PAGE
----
How Bapu Meets This Street Urchin in 'Babar Naam Gandhiji'

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October 2, the birth anniversary of Mahatma Gandhi.

Kolkata:  'My father's name is Gandhiji'. That's the name of a Bengali film releasing today in Kolkata, about what the father of the nation comes to mean to a Kolkata urchin who doesn't know who his own father is.  

'Baabar Naam Gandhiji' film stars a boy from a real life slum and not an actor. Parambrata  of Kahani fame plays an NGO who tries to get the urchin to school.

"My name is Kencho Das Mohan Das Karamchand Gandhi," shouts the urchin in glee. Abandoned at birth, living off his wits on the streets of Kolkata, Kencho is stumped when asked for his father's name. He is then shown a 500 rupee note with Mahatma Gandhi's portrait on it and told, that's your father, something he comes to believe.

For 14-year-old real life Surajit Mukherjee 'Kencho', resident of a slum at Tangra and a student of class 9, the film has been an education.

"Before I acted in the film, all I knew was Gandhi was this man with no hair, no clothes except a dhoti, a stick in hand, standing at street corners. Now I know he is the man who fought for our freedom, not with arms but with the spoken and written words," he says, smiling.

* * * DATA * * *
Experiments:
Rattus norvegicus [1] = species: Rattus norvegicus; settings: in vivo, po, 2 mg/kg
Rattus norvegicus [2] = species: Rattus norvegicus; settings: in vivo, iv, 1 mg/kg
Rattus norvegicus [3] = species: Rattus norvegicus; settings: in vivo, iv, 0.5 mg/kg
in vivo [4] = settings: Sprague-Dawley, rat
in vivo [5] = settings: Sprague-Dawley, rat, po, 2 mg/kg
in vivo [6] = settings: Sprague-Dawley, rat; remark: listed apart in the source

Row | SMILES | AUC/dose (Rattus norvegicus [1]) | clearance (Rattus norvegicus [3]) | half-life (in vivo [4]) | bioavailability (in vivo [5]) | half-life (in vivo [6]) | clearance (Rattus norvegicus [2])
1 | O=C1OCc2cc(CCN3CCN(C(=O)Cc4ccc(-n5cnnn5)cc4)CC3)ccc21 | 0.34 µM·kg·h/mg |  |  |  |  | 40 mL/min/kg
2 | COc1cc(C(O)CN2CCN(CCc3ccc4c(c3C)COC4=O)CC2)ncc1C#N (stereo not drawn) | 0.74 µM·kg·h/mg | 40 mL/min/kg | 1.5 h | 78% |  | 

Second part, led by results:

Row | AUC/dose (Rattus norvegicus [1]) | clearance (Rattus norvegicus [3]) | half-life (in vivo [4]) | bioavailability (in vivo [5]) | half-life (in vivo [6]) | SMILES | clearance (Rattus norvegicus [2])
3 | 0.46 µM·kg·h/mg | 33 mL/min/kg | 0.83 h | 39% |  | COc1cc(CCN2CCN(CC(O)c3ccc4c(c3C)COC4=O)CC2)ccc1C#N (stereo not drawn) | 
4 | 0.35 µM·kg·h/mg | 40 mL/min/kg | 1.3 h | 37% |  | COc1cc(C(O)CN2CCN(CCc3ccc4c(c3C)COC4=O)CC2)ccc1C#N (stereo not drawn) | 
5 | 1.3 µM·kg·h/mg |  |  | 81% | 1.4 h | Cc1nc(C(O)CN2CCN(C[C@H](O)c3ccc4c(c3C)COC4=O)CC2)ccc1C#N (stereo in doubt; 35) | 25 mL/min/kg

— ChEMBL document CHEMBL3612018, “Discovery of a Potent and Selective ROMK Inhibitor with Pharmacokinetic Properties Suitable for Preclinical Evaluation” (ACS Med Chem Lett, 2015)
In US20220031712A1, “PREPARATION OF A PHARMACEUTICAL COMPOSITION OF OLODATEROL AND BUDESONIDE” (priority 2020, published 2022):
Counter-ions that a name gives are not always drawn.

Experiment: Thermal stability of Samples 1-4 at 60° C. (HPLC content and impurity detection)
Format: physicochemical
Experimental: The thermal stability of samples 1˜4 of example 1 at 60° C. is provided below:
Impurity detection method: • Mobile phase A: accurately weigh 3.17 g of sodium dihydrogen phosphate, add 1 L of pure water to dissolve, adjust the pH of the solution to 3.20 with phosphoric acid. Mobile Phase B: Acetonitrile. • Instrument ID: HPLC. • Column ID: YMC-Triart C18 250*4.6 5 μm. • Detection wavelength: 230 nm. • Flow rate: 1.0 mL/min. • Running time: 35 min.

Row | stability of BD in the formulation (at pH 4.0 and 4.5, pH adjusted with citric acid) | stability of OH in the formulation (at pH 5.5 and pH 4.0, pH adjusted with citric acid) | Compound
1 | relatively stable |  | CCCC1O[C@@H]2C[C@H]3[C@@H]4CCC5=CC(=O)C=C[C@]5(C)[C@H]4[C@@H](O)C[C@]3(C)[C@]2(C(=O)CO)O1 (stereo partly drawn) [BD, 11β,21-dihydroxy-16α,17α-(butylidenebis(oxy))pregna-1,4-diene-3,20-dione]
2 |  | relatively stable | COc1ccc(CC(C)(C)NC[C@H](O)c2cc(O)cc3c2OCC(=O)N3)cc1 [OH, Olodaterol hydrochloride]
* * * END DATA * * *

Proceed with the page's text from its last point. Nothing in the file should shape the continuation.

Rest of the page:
The director, 26-year-old Pavel, says, "I auditioned children from theatre and acting schools. But it was just not working. I realized I needed someone who was of a certain milieu, someone who knows life in a slum and then I found Kencho and his friends. They are fantastic."  

Indeed, Surajit and his friends - Chipi, among others -- are the real stars of the film with Kahani fame Parambrata playing the role of a good Samaritan trying to ensure their education."The script of Baabar Naam Gandhiji ignited something in me, to do something meaningful, not just for the box office. I was excited by the passion that had gone into the making of a very humane story," says the actor.  

It's director Pavel's first film. The message, simple. Surely, for the man on the street, Gandhiji is much more than a face on a currency note or a statue at a road junction. And Kencho takes us on the journey of that rediscovery.  
 

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